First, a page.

OBJECTIVE. To determine the frequency and quality of graphs used for presenting study findings in epidemiology journals.
METHODS. A total of 187 original research articles were selected from 2010 issues of American Journal of Epidemiology,European Journal of Epidemiology, and Paediatric and Perinatal Epidemiology. The articles were evaluated to determine the number of graphs and of graph types. The quality of each graph, i.e., visual clarity, numeric distortion, self–explanatoriness,chartjunk, and some other characteristics, was assessed using the methodical approach by R. J. Cooper et al (2001, 2002, 2003) and D. L. Schriger et al (2006).
RESULTS. Half of articles contained graphs, and there were 184 graphs in total. The five most common types of graph were a line graph (38%), vertical and horizontal bar graph (27%), one-way graph (15%), survival curve and scatter graph (each of 5%). Neither a box-and-whisker graph nor a sector graph was used. Only 10% of the graphs did not include errors. The major errors were: the graph was not self-explanatory (56%), lack of visual clarity (42%), numeric distortion (39%) and over-abundance of data (27%).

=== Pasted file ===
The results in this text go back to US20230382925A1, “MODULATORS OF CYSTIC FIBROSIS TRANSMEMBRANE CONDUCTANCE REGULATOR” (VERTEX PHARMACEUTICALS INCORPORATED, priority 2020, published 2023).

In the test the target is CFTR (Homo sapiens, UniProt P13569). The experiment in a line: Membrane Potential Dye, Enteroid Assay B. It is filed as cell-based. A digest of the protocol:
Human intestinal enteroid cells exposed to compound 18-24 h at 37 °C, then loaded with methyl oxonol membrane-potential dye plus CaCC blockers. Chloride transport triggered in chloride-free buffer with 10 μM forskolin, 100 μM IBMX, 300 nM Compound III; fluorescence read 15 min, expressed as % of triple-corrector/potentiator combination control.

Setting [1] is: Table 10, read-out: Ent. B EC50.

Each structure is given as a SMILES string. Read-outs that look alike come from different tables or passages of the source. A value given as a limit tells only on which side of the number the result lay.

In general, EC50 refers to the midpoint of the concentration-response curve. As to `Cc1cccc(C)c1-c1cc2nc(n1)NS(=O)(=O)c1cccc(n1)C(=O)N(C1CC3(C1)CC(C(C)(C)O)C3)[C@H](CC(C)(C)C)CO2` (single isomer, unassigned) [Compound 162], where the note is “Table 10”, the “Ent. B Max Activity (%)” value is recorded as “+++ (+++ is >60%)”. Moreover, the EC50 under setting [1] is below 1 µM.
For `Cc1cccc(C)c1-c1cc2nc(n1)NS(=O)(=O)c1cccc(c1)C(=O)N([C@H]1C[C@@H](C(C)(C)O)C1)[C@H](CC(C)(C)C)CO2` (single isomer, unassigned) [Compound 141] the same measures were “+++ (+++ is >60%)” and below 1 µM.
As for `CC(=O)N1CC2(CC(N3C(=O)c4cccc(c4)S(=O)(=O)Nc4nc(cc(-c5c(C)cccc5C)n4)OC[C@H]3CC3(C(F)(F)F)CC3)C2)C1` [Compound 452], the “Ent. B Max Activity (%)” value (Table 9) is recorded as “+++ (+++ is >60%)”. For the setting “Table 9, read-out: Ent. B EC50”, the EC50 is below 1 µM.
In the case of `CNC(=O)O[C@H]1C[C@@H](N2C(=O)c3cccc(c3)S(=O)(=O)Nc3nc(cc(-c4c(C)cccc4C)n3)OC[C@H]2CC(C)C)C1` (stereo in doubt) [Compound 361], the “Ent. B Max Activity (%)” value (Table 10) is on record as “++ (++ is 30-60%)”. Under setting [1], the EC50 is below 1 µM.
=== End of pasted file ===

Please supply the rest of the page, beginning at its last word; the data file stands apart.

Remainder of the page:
CONCLUSIONS. Regardless of huge developments in data processing techniques in last decades, and of established clear principles regarding the construction of graphs for research data, poorly drawn graphs are proliferating. We consider it to be highly desirable to include detailed requirements for graphs in all guidelines addressing the presentation of research results in journals, reports, master and doctoral thesis.